Sunday, April 22, 2012


Since the first loaf of bread I baked almost two years ago, I've got pretty good at it. The same old recipe that is. I've baked it over and over, and it's very nice, but I'm a bit bored of making it and it's not real sourdough with that wonderful flavour. I got the recipe from the cookbook that came with our KitchenAid mixer and it uses a 'starter' made from dried packet yeast, flour and water and left for a few days, rather than one that comes from a proper starter with natural yeasts that have been loved and cared for over months and years. I've also made focaccia, a heavy Hunsruecker Bauernbrot and a bread made with dark beer, but, well, it was time to expand the repertoire. So when I met Kate from the Garden Shed and Pantry at the Cygnet Market recently and saw that she was collecting email addresses of people interested in doing a class on sourdough making, I signed up immediately.

Last night at 7pm we gathered in Kate's kitchen and learned the basics of sourdough making. We carefully measured out our ingredients and mixed our dough for the first rising. The whole thing is amazingly simple. We learned about the equipment and ingredients as well as the process and timing.

At 9am this morning, we were back in the kitchen for the next step. The classes are timed for optimal rising time depending on the time of year. We prepared our dough for the 'second rising' (which Kate took care to point out is not a religious experience) and observed as she baked a loaf prepared earlier in a cast iron pot. It looked fantastic when it came out of the oven, as I'm sure you'll agree:

Each of us took home our prepared loaf ready to put into the oven an hour later, plus a bag full of the ingredients needed to make our next loaf. Kate also sells a variety of flours, pastas and other pantry items, and I bought some kalamata olives which I am looking forward to marinating, and a bottle of sunflower oil - not the bland stuff that comes in two litre plastic bottles at the supermarket, but the beautiful hand made tasty variety. As a bonus, we got to meet our fellow sourdough students, including another lovely local blogger who has recently moved to the Huon Valley. It's brilliant how many people in our local community we have first 'met' via Twitter or their blogs.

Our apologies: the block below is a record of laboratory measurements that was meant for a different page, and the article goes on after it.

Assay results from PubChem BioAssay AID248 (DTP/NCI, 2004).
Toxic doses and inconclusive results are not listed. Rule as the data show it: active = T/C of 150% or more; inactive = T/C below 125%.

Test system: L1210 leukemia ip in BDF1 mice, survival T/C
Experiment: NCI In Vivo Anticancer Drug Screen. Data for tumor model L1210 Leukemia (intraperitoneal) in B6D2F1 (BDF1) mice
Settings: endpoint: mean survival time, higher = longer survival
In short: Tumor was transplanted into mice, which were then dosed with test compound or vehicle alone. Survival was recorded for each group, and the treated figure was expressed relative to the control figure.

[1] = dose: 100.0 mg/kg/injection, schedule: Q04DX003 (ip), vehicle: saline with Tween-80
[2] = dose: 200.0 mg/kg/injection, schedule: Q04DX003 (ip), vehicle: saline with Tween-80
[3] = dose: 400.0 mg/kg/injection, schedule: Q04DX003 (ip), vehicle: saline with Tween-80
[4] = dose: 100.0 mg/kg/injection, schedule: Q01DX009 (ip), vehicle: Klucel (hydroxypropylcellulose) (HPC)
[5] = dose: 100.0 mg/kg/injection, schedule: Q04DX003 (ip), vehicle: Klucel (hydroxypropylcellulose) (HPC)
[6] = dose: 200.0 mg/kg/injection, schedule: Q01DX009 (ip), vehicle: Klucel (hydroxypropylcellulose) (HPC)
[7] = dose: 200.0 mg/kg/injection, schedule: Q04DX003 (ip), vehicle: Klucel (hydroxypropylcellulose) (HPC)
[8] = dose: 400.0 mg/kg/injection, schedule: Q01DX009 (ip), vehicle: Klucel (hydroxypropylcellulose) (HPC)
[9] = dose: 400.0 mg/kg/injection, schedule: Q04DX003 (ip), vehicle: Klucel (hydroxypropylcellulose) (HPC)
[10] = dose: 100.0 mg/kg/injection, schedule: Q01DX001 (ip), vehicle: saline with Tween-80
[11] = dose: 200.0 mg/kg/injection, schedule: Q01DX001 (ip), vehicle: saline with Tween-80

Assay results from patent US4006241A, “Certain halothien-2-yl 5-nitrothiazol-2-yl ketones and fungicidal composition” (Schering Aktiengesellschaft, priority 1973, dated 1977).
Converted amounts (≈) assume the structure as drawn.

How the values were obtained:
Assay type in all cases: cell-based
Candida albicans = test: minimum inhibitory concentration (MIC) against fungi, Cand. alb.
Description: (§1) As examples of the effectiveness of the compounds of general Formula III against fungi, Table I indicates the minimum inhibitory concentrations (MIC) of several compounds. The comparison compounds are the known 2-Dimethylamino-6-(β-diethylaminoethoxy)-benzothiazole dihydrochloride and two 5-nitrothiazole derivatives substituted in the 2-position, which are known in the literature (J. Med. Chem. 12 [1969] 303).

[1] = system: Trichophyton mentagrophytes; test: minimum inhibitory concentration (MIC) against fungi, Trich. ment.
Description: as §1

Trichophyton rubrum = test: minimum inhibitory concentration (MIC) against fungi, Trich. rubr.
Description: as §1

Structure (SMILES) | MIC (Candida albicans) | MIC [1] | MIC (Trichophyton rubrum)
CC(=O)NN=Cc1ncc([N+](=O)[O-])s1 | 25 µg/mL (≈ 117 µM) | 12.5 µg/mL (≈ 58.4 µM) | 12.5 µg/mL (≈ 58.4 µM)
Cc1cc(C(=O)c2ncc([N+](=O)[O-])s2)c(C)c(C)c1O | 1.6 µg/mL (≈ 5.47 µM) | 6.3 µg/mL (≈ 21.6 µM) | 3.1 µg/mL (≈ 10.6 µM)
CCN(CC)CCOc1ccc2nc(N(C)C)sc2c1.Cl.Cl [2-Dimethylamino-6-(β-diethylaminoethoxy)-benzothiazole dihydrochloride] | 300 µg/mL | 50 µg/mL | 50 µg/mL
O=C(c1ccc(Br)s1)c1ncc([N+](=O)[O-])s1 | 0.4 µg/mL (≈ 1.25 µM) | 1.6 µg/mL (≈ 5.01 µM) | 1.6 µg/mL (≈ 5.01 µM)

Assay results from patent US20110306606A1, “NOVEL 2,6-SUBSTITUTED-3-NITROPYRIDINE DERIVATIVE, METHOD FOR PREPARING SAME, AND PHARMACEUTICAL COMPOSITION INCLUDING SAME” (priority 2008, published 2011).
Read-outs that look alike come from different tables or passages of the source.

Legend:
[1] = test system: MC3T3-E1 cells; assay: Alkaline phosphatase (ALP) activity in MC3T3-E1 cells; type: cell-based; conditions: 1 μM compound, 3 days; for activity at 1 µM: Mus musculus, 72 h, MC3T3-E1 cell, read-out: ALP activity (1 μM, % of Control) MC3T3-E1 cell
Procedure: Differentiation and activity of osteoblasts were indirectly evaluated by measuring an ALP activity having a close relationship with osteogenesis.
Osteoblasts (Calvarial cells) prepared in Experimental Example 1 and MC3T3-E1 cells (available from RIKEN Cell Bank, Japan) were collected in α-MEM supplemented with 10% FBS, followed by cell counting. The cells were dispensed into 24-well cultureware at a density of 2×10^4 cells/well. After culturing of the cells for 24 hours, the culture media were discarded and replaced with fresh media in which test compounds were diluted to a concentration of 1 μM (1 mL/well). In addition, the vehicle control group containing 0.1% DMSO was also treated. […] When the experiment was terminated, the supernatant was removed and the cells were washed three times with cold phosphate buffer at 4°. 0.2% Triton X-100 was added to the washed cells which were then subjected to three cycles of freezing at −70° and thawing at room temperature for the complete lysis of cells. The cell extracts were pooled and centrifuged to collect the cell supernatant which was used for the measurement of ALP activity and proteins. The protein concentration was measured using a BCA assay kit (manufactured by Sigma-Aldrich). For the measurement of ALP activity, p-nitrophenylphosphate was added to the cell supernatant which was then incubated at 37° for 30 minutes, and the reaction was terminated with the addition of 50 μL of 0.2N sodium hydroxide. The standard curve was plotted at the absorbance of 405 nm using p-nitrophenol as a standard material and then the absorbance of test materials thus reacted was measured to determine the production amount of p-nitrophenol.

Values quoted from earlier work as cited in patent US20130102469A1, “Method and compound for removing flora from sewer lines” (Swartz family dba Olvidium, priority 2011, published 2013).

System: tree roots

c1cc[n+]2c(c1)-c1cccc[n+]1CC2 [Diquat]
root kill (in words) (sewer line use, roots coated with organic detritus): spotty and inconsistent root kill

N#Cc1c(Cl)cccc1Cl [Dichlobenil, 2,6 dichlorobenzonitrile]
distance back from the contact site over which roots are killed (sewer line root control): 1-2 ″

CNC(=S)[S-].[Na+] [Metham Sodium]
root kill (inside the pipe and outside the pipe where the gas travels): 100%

1. Hi Susan, How good is that bread, mine was perfect, i had to put it away or i would have eaten the whole loaf, the crust was so crunchy and that lovely flavour, cant wait to have another go on my own.
    Harris Scarf has a "friends" special tomorrow, 20% if you are looking at the iron pot. You need the voucher which you might be able to get off their FB page.
    Nice to see you both again.

  2. Great to see you too Jo! We put one loaf in the oven and the other in the fridge or we would probably have eaten the lot. Agree, the flavour is fantastic. I made soup for dinner just so we could eat more bread with it. Yum.

  3. Hi all. This is so exciting!I had no idea you were all bloggers like me until Kathy (Wild Succulent Warbling) popped in today to see me.

    I should have warned you.... the bread is addictive!! Bon appetit.

  4. This is so exciting.... I had no idea you were all bloggers until Kathy (Wild Succulent Warbling) called in today.

    I should have warned you.... the bread is addictive!

    Bon appetit!

  5. Oh my goodness Kate it sure is addictive. It was so good with my rhubarb jam on it this morning. Our second loaf will go in the oven tonight. Thanks for running the class. I love reading your blog as well!

  6. i made another loaf today, it turned out really well, so pleased with it.

  7. Hello,
    I'd be interested in the recipe to compare it to mine:

    I use a rye starter and vary the flours every week-end...

  8. This one also uses a rye starter. And 500g organic wheat flour. I hope to try out more flour combinations as well, Ludo!